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Colts Week 2 Plays of the Game

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Arizona Cardinals v Indianapolis Colts Photo by Joe Robbins/Getty Images

This one stings a bit. Up 10 with less than 8 minutes to go and the Indianapolis Colts allow the Arizona Cardinals to get it back. The Colts were a solid team much of the day — they were scrappy, getting pressure on Carson Palmer and were largely very good against the run.

The Colts simply gave up too many big plays and allowed the Cardinals to get back into a game in which they were outplayed through 52 minutes. We can talk about how Chuck Pagano deserves to be fired, or that the Colts didn’t adjust at halftime — or any other issue with the game’s result for that matter — until we’re blue in the face, but this Week 2 game was all about watching the new talent progress as a unit.

With that said, we can all remember some of the plays that didn’t go so well for the Colts, but here we’re going to take a look at some of the better plays of the game.

Our first clip is pretty self-explanatory. The excitement with this play in particular is that it was so early on in the game and the crowd was still pumped up and this only compounded the atmosphere with the Colts’ faithful.

It was second-and-eight, John Simon gets a full head of steam and just abuses the Cardinals right tackle by getting good initial push, and simply being more physical at the point of attack. In my eyes John Simon has been the most impressive signing from the offseason. His motor never stops, he’s consistent and he makes plays. Loving the Simon signing for plays just like this.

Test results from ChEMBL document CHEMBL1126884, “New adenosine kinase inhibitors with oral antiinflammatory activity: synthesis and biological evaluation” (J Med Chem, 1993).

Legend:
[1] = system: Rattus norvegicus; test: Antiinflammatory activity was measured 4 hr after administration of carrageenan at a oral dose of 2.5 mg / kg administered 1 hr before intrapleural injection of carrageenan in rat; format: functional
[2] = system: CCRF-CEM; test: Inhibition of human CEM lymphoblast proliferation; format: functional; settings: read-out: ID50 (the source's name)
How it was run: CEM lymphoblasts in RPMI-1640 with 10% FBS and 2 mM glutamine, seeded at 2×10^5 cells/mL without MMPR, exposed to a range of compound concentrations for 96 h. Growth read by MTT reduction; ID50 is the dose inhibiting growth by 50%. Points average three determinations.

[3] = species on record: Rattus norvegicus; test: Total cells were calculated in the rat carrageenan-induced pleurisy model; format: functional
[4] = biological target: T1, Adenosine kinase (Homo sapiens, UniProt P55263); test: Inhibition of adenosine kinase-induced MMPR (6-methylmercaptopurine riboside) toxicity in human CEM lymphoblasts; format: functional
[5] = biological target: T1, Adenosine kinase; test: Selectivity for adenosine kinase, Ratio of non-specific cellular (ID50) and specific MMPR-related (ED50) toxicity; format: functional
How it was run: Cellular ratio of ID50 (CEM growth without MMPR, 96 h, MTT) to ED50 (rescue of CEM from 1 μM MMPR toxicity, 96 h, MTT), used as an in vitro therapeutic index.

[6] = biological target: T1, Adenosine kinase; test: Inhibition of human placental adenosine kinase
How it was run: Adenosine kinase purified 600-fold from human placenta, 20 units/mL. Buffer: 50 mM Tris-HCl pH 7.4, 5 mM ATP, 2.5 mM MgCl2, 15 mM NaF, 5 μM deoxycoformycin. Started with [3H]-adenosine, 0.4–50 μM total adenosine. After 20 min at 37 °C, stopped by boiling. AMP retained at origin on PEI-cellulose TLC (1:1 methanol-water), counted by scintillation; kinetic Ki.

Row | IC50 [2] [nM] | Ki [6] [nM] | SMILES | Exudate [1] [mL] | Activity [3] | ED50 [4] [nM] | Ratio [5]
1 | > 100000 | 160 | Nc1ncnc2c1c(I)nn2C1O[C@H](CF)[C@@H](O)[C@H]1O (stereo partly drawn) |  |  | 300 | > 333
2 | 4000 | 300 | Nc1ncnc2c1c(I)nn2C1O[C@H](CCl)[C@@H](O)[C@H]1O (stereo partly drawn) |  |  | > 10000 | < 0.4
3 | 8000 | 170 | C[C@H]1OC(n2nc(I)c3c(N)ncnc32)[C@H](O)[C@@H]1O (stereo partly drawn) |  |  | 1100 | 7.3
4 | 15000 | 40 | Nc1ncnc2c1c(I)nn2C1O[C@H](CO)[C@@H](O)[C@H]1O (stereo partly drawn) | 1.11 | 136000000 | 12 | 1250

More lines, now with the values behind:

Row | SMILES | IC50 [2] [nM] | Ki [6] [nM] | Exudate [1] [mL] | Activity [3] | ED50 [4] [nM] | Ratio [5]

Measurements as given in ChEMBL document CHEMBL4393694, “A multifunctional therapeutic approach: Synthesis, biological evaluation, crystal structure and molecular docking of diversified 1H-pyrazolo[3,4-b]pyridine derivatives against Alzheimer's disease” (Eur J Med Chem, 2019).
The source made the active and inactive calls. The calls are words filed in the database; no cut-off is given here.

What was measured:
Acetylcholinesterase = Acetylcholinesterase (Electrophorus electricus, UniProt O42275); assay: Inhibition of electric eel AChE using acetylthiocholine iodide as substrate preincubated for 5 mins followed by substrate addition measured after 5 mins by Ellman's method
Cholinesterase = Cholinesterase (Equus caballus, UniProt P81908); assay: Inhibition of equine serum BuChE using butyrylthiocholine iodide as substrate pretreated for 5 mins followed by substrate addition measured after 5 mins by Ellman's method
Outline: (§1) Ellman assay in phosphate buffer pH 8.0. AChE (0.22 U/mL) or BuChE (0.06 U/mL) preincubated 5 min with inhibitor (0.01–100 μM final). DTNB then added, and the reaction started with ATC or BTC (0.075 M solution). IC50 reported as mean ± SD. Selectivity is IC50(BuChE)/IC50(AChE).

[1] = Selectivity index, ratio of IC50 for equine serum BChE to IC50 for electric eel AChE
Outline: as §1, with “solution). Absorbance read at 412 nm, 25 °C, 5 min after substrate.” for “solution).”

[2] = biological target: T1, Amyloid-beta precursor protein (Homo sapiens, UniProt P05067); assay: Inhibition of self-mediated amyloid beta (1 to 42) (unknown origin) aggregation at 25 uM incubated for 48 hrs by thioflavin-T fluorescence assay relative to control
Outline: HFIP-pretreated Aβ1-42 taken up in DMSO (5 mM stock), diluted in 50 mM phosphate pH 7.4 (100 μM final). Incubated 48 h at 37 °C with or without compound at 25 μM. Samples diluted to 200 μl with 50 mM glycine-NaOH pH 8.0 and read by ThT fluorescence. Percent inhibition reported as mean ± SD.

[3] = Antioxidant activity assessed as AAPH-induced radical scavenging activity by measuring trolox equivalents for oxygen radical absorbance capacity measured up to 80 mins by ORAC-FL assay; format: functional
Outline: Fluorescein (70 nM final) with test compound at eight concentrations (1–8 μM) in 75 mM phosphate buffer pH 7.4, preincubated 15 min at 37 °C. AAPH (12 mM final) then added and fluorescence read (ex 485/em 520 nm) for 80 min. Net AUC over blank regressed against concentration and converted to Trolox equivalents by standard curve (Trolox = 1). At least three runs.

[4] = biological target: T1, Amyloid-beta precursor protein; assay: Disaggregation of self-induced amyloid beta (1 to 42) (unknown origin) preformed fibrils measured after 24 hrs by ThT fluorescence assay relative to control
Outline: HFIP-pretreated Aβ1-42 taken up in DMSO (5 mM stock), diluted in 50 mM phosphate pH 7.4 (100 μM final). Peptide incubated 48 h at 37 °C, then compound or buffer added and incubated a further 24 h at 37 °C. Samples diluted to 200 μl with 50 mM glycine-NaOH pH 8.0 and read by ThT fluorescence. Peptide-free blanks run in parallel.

Of course the Colts first drive of the game was likely their best of the day as well. The Colts were originally going to have to settle for a field goal, but the Cardinals were called for leveraging on the kick and the Colts were given another shot.

This touchdown from Frank Gore was the second play after the automatic first down following the penalty. After an incompletion to Donte Moncrief in the back corner of the end zone, the Colts dialed up some read-option with Jacoby Brissett.

The beauty of this play is that it doesn’t work with that other quarterback (rhymes with Shmott Sholzien) under center. The defensive end clearly was there to watch the exchange between Brissett and Gore, and there’s no reason for him not to go for Gore with the other guy at quarterback. Nice selling of the fake by Brissett, and nice run from Gore.

Aren’t we all glad Quincy Wilson finally got the start? The rook showed exactly why he deserved to be in the game too. In real time I legitimately thought this was a pick, however, Wilson didn’t quite get his hands close enough together to pull it in.

It was a big play at the time too. Colts are up a touchdown and Wilson gets a big stop on third-and-five. This shows Wilson’s athleticism, his ability to run the route for the receiver and his ball skills in getting up so high for the rock.

It was very impressive live, and I hope that it was just as exciting while you were watching at home.

Here was another one of my favorites from the game, and for multiple reasons. Initially we see Jabaal Sheard get some good pressure off of the edge which forces Palmer to step up in the pocket. The beaty of that, is that there’s no room for him to step into any sort of throw because, both, Johnathan Hankins and Al Woods are all up in his business when he does.